Competitive surfing is such a unique sport because it’s actually more about the conditions of the ocean than who you’re up against.
While the competition organizers do their best to take the surf forecasts into account for scheduling, the ocean is a constantly changing environment. The waves might be amazing when your heat starts and by the time you paddle out the lineup, they could be super bad. Anything can happen – the wind can pick up, the waves can get mushy, the set can slow down. You have to be ready to adapt.
Surf competitions these days have what’s called ‘priority’. It’s a system where you take turns on the waves so everyone gets chances to catch some. You don’t have to worry too much about getting a wave, but more about showcasing your surfing as best as you can on the waves you’re given, even if they are not-so-great ones.
Scoring is on a 0.0 – 10.0 scale and is basically based on the degree of difficulty, combination of maneuvers, speed and uniqueness of the ride. Each surfer gets to keep their two highest-scoring waves at the end of the heat, hoping that their combined score will move them onto the next round. Heats are pretty short – about 20-35 minutes – so you really have to make each wave count.
There is a bit of luck and also a lot of strategy that goes into competing, but it essentially comes down to mastering the ocean which is much more daunting in my opinion.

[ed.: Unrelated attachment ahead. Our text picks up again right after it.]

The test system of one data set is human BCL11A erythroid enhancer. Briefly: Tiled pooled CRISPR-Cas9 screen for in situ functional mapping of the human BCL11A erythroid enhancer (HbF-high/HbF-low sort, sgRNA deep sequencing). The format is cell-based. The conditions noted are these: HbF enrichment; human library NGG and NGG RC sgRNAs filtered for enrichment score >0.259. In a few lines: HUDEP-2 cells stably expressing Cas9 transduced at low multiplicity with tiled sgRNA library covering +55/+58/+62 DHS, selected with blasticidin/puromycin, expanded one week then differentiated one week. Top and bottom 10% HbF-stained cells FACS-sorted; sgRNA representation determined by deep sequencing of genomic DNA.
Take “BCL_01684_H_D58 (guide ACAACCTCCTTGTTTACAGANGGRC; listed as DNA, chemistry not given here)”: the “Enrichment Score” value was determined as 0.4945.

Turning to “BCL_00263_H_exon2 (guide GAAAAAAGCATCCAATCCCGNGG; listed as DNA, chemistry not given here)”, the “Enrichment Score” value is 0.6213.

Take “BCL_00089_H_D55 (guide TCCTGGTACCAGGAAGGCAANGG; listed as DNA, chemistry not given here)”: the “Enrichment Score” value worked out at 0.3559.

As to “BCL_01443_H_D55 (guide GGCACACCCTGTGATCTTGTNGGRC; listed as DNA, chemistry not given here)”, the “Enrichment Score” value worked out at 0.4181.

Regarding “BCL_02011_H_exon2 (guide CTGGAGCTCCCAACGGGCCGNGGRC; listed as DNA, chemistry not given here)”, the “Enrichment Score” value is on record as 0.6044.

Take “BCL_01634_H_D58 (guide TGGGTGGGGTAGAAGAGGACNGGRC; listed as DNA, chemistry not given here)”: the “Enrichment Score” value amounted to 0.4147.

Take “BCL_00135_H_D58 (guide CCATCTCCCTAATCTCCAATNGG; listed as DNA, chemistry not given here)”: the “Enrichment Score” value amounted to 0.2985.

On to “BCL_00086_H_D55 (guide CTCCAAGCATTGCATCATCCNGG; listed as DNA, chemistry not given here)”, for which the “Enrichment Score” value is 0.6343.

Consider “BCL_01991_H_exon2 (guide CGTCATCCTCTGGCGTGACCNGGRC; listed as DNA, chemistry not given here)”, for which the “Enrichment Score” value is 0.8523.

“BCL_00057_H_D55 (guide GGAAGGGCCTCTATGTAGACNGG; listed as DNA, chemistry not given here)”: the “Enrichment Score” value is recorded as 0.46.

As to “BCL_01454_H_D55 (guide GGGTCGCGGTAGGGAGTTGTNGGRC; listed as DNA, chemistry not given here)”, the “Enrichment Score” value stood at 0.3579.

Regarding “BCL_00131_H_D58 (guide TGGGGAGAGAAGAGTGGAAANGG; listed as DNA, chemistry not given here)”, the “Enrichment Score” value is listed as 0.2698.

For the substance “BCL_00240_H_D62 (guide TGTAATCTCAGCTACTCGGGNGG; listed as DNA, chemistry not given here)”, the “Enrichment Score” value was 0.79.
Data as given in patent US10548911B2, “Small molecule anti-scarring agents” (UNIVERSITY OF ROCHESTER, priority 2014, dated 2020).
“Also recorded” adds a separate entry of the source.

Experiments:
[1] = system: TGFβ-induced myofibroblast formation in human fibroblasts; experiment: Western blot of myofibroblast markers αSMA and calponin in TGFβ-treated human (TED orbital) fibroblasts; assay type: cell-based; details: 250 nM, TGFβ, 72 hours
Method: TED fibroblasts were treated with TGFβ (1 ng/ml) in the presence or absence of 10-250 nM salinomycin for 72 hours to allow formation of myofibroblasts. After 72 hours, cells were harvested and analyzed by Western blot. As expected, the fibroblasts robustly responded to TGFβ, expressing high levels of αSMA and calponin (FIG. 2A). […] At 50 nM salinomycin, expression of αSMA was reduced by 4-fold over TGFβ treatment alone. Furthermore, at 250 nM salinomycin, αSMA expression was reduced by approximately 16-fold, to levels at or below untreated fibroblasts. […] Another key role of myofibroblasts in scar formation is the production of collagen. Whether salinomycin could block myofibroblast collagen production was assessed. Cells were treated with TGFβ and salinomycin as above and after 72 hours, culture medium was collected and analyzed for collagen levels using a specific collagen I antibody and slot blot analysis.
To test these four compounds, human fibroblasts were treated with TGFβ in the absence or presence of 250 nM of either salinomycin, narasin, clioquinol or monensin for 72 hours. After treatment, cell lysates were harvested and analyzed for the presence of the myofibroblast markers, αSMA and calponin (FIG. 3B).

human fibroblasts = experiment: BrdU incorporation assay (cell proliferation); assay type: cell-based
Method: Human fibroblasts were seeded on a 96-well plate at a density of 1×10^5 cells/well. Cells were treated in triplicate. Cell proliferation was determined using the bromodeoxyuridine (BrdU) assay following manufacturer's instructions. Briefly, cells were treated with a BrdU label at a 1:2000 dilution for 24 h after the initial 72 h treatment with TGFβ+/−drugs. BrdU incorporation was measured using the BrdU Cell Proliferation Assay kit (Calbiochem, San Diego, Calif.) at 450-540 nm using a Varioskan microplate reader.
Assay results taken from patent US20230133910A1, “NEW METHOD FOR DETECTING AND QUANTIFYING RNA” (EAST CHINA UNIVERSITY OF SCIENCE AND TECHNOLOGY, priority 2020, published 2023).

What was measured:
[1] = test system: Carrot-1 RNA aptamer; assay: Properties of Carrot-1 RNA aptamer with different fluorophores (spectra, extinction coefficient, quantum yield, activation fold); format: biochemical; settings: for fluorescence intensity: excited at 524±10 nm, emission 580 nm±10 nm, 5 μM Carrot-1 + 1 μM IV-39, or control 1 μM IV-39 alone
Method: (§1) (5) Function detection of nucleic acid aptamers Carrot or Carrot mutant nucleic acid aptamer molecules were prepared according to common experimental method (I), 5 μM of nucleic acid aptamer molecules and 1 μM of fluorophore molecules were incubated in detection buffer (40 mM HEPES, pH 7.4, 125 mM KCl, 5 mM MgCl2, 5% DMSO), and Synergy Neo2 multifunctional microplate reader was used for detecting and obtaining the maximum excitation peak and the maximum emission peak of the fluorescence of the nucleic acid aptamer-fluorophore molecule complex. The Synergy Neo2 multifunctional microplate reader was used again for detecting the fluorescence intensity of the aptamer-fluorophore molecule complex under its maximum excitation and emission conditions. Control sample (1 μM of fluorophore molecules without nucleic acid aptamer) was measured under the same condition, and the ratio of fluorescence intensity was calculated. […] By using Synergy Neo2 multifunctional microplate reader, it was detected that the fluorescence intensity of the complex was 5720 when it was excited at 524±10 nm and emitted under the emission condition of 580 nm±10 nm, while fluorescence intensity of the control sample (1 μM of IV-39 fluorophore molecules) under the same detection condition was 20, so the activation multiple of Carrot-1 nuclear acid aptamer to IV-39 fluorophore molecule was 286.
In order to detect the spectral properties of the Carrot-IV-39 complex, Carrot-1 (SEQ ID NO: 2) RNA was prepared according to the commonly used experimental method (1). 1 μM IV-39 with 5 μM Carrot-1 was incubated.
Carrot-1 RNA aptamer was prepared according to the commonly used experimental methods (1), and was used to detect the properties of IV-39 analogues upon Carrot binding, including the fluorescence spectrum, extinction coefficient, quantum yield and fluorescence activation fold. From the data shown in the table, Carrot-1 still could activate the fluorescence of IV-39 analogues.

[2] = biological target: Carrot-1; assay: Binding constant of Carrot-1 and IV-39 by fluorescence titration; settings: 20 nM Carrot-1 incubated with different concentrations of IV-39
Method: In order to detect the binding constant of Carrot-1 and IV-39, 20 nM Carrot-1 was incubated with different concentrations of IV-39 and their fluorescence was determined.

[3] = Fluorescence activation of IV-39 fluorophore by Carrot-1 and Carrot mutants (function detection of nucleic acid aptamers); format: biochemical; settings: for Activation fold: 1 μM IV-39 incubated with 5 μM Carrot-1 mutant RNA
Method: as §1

Pushing myself out there – during training and competitions – has taught me so much grit and determination because the ocean is always humbling me and putting me in my place. Sometimes I don’t meet the expectations I put on myself and that’s disappointing. I aim to have grace on myself in these moments. Then other times I get up and just rock it! Of course I’m so stoked when this happens, but I also try to remember to give all the glory to God. He is the one who gave me the passion and ability to surf in the first place!
So this is a lot of what runs through my brain when I’m competing.
Of course, when I’m up against a world-champ or super talented surfer, I have that in mind too. They’re world champ for a reason. However, performing well in a short frame of time on whatever waves the ocean offers is the most important thing. I try to focus on reading the ocean and putting all my training into practice.
This fun video from the 2016 Fiji Pro below offers a bit of a snapshot into a really awesome surf competition.
Shortly after I had Tobias (my first son), I received the wildcard for this event! I was so stoked. The waves were firing, I took down some world champs (Tyler Wright & Stephanie Gilmore) and won 3rd place. It was also so special to have Adam and baby Tobias there to cheer me on!
Now that I’m a mom of four, I’m probably going to slow down on competitions.
I’m focusing more on surfing with my kids! Raising children at the beach is not too bad, right? 😉 But I do love the intensity and energy that comes from surfing competitively and I will miss that. However, I’m finding other ways to chase my surfing dreams, fuel my “search” and stoke that inner drive to improve my skills!
I hope this helps you understand surf comps better! I’m cheering you on today to find something you love and dive into it! Find a fun hobby or learn a new skill and push yourself!
P.S. If you want to watch more about my competition in Fiji, check out my Unstoppable Documentary!
*photos in this blog post are courtesy of Stu Gibson*